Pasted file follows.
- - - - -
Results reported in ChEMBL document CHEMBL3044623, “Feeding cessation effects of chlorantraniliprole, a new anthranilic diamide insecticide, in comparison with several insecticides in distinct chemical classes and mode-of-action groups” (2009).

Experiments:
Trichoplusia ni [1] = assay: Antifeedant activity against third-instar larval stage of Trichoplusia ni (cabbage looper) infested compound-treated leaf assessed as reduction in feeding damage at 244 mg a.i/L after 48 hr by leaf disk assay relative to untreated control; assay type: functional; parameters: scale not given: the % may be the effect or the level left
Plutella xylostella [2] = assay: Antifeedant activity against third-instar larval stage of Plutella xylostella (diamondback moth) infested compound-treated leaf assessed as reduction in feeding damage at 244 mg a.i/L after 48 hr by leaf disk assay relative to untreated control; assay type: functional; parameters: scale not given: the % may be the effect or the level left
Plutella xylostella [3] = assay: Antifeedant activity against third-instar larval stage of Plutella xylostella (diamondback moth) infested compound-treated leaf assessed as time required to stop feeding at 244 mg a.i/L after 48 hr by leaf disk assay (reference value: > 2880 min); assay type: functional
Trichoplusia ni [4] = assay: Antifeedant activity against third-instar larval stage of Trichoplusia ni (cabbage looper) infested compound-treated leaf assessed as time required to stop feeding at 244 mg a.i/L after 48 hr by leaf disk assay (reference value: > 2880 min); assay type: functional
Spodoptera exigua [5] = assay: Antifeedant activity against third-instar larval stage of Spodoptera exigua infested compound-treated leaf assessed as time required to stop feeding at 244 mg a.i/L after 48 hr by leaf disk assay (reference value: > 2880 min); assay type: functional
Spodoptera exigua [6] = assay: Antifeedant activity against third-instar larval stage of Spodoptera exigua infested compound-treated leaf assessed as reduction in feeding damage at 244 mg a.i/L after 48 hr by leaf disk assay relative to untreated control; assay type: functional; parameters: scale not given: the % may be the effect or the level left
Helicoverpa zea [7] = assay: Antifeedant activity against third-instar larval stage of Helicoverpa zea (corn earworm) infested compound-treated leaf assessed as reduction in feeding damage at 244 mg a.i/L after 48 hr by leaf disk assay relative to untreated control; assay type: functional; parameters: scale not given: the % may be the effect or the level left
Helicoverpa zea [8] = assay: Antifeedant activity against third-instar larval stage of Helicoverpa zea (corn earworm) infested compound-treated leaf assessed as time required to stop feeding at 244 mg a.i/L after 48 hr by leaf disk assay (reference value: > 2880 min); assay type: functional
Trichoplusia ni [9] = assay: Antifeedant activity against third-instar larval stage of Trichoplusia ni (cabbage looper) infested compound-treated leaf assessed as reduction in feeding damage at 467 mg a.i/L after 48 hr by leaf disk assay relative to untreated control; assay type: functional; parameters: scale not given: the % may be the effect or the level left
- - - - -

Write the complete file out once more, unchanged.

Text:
Results reported in ChEMBL document CHEMBL3044623, “Feeding cessation effects of chlorantraniliprole, a new anthranilic diamide insecticide, in comparison with several insecticides in distinct chemical classes and mode-of-action groups” (2009).

Experiments:
Trichoplusia ni [1] = assay: Antifeedant activity against third-instar larval stage of Trichoplusia ni (cabbage looper) infested compound-treated leaf assessed as reduction in feeding damage at 244 mg a.i/L after 48 hr by leaf disk assay relative to untreated control; assay type: functional; parameters: scale not given: the % may be the effect or the level left
Plutella xylostella [2] = assay: Antifeedant activity against third-instar larval stage of Plutella xylostella (diamondback moth) infested compound-treated leaf assessed as reduction in feeding damage at 244 mg a.i/L after 48 hr by leaf disk assay relative to untreated control; assay type: functional; parameters: scale not given: the % may be the effect or the level left
Plutella xylostella [3] = assay: Antifeedant activity against third-instar larval stage of Plutella xylostella (diamondback moth) infested compound-treated leaf assessed as time required to stop feeding at 244 mg a.i/L after 48 hr by leaf disk assay (reference value: > 2880 min); assay type: functional
Trichoplusia ni [4] = assay: Antifeedant activity against third-instar larval stage of Trichoplusia ni (cabbage looper) infested compound-treated leaf assessed as time required to stop feeding at 244 mg a.i/L after 48 hr by leaf disk assay (reference value: > 2880 min); assay type: functional
Spodoptera exigua [5] = assay: Antifeedant activity against third-instar larval stage of Spodoptera exigua infested compound-treated leaf assessed as time required to stop feeding at 244 mg a.i/L after 48 hr by leaf disk assay (reference value: > 2880 min); assay type: functional
Spodoptera exigua [6] = assay: Antifeedant activity against third-instar larval stage of Spodoptera exigua infested compound-treated leaf assessed as reduction in feeding damage at 244 mg a.i/L after 48 hr by leaf disk assay relative to untreated control; assay type: functional; parameters: scale not given: the % may be the effect or the level left
Helicoverpa zea [7] = assay: Antifeedant activity against third-instar larval stage of Helicoverpa zea (corn earworm) infested compound-treated leaf assessed as reduction in feeding damage at 244 mg a.i/L after 48 hr by leaf disk assay relative to untreated control; assay type: functional; parameters: scale not given: the % may be the effect or the level left
Helicoverpa zea [8] = assay: Antifeedant activity against third-instar larval stage of Helicoverpa zea (corn earworm) infested compound-treated leaf assessed as time required to stop feeding at 244 mg a.i/L after 48 hr by leaf disk assay (reference value: > 2880 min); assay type: functional
Trichoplusia ni [9] = assay: Antifeedant activity against third-instar larval stage of Trichoplusia ni (cabbage looper) infested compound-treated leaf assessed as reduction in feeding damage at 467 mg a.i/L after 48 hr by leaf disk assay relative to untreated control; assay type: functional; parameters: scale not given: the % may be the effect or the level left